Welcome Maria Armoudian, and Host Spocko.

Kill the Messenger: The Media’s Role in the Fate of the World

Host, Spocko:

Yesterday I was sitting on my brother-in-law’s deck in sunny Santa Barbara reading Maria Armoudian’s new book, Kill the Messenger: The Media’s Role in the Fate of the World. I was incredibly grateful for the sun because the first three chapters are grim. She covers the media’s role in the Rwandan genocide, the Holocaust and the Bosnian war. Thankfully I could look up and see hummingbirds after every chapter. Then she moved onto where the media worked constructively by aiding the peace process in Northern Ireland, rebuilding democracy in Chile, bridging ethnic divides in South Africa, improving the lives of women in Senegal –by changing the attitude toward female genital cutting (FGC), and boosting transparency and democratization in Mexico and Taiwan.

As much as I did not want to dig into the atrocities in Rwanda, Germany, Bosnian and the former Yugoslavia, it is important to not look away and to understand the media’s role in these deadly conflicts. Armoudian, who is a fellow of the Center for International Studies and a PhD candidate at the University of Southern California, shows the similarities in how the media was used and abused by the various governments as well as by powerful people. She is also the host and producer of a radio show called “The Insighters” on KPFK and WPRR.

These tragedies don’t suddenly happen with no warning. The steps that are taken are frighteningly parallel to steps we see in the media today in the United States. Will we end up like the people in the former Yugoslavia? Can we learn from the media in Burundi, neighboring Rwanda, who helped avert genocide?

As a Vulcan-American, what I found fascinating were the steps the media took in these various countries. For example, in Germany their media propaganda campaign worked because of:

  1. dire social and economic conditions
  2. a corrosive web of misinformation
  3. emotional appeals
  4. a pervasive and authoritarian message and ideology that grew through control of mass media and public space.

Good thing we don’t see any of there here in the US!

In Rwanda we see how broadcasters persuaded and organized Hutus to carry out genocide against the Tutsis through messages of hate, fear and “noble” lies” They were told they must kill the Tutsis in order to establish a authoritarian democracy, aid development, emancipate the “victimized” Hutu race and end Tutsi domination. Tutsis, they claimed, were rising to victimize Hutus as they had historically done and, therefore, the Hutus must kill “them” before they kill “us.”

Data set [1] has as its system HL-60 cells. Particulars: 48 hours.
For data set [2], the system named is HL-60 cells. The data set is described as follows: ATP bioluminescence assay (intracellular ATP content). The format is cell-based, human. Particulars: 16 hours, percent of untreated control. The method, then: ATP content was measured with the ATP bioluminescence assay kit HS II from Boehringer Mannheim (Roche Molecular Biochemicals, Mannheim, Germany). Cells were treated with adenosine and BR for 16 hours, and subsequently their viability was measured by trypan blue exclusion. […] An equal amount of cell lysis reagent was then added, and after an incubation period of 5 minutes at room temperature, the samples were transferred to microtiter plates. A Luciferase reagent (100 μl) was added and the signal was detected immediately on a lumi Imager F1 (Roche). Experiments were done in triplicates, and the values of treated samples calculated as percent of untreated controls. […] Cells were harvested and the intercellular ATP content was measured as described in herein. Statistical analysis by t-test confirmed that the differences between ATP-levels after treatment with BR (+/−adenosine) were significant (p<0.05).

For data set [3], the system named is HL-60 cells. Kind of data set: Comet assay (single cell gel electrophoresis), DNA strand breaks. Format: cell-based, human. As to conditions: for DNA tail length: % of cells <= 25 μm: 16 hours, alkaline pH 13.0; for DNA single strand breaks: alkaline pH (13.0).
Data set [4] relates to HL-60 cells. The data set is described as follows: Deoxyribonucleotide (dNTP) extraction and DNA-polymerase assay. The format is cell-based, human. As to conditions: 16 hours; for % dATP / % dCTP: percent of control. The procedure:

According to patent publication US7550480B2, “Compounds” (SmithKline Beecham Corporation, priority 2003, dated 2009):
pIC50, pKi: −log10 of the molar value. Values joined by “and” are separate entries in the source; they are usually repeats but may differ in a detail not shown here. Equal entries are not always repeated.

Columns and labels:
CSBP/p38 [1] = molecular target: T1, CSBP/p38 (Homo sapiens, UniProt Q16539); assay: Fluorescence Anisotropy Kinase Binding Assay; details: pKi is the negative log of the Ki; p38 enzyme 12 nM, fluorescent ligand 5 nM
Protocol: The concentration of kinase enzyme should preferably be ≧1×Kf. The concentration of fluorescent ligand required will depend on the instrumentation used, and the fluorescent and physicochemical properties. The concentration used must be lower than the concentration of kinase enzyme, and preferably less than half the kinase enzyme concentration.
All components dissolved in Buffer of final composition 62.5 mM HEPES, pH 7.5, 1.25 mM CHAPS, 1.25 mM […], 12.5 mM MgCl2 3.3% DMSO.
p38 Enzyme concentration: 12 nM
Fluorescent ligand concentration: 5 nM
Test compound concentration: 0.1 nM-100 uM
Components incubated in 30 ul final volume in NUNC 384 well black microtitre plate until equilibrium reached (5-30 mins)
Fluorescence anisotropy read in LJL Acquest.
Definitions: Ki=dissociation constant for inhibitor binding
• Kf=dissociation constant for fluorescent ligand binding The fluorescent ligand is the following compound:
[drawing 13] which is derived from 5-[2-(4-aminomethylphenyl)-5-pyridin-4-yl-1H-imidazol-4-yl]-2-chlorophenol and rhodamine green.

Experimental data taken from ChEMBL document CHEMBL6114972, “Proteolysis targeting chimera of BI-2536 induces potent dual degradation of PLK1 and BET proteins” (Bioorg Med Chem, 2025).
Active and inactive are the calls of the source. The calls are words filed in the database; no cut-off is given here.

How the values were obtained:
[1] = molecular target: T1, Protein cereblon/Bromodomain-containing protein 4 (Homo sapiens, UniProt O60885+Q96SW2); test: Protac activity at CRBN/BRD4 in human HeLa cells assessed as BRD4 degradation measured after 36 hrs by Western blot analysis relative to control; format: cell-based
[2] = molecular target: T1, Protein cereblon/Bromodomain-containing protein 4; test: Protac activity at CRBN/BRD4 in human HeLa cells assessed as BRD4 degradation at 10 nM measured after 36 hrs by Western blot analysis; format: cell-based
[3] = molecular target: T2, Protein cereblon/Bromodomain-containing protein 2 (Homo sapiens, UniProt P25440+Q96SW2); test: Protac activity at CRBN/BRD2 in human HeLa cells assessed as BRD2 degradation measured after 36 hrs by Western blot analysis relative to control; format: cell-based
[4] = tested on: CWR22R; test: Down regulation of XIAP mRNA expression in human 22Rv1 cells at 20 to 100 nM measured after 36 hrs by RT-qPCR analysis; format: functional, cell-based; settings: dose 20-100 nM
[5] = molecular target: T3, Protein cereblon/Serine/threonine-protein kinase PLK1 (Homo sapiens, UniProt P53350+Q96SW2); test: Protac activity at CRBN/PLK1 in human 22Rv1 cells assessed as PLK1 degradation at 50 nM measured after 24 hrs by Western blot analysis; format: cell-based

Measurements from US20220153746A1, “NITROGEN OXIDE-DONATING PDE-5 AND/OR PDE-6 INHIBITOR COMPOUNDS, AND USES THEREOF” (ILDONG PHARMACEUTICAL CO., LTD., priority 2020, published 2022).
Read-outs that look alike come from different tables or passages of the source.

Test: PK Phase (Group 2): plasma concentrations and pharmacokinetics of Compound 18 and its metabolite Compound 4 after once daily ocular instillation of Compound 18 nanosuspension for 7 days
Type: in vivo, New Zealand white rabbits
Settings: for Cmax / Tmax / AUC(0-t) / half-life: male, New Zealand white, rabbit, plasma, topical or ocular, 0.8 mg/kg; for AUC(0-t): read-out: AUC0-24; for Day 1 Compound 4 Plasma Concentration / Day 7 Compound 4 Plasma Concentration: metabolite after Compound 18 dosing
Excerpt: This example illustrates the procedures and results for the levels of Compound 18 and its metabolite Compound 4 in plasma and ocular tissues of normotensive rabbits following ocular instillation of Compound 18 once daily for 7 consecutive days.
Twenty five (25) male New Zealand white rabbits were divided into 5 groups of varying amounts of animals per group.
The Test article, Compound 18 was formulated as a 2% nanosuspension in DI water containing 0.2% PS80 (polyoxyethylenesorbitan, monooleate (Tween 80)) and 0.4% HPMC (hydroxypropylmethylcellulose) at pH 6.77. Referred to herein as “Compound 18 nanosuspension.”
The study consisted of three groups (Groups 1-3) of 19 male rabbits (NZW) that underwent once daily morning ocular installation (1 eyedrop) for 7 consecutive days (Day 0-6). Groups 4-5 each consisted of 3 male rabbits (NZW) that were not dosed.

The kill “them” before they kill “us” was the part of the story that I didn’t know about, and I worry about how that is the next step in the process here in America. Armoudian opens the book with the story of Jim David Adkisson the Unitarian Universalist Church shooter and his desire to kill “every Democrat in the Senate and House, the one hundred people in Bernard Goldberg’s book,” and “everyone in the mainstream media,” Adkisson admitted, “This was a hate crime: I hate the damn left-wing liberals.”

Where did he hear this hate coming from? He was an avid reader and listener of Michael Savage, Bill O’Reilly and Sean Hannity.

I found the steps where people were dehumanized and false information spread by the media especially troubling. What surprised me was that broadcasters at Rwanda’s Radio Télévision Libre des Mille Collines (RTLM) was they were widely listened to, even by Tutsis, because of its popular music, entertainment, commentary and what was believed to be breaking news.

Being a typical American, my knowledge of these tragedies was limited to international newspaper reports and the occasional movie and cultural event like “Free Mandela” concerts. What the book does is provide a closer look at not only the media’s power to divide people but also provides examples of how the media can come together to heal a nation.

The story of Studio Ijambo in Burundi was especially inspirational, where Hutu and Tutsi journalist, writers, producers and broadcasters worked together to dispel rumors, stereotypes and hate messages that permeated Burundia.

Because I’m an activist and not an academic or journalist, I found the book very useful to not only understand how the the media was controlled and manipulated but also how we, as part of a new media landscape, can fight against people whose job it is to spread disinformation.

82 Responses to “FDL Book Salon Welcomes Maria Armoudian, Kill the Messenger: The Media’s Role in the Fate of the World”

BevW August 21st, 2011 at 1:54 pm

Maria, Welcome to the Lake.

Spocko, Thank you for Hosting today’s Book Salon.

Maria Armoudian August 21st, 2011 at 2:00 pm


spocko August 21st, 2011 at 2:00 pm

My first question has to do with parallels in the media you found in the tragedies in Rwanda, Germany, Bosnia and the former Yugoslavia.

The first was the dehumanization of the “other” — we are all familiar with that one, but what were the additional parallels?

Maria Armoudian August 21st, 2011 at 2:00 pm

I’m quite happy to be here

Maria Armoudian August 21st, 2011 at 2:00 pm

There are several elements that come together for this sort of atrocity

Maria Armoudian August 21st, 2011 at 2:01 pm

First of all, most often, mass killings don’t occur without some sort of socioppolitical difficulty.

Maria Armoudian August 21st, 2011 at 2:02 pm

Sociopolitical problems create an opportunity for solutions but also for disasters

BevW August 21st, 2011 at 2:02 pm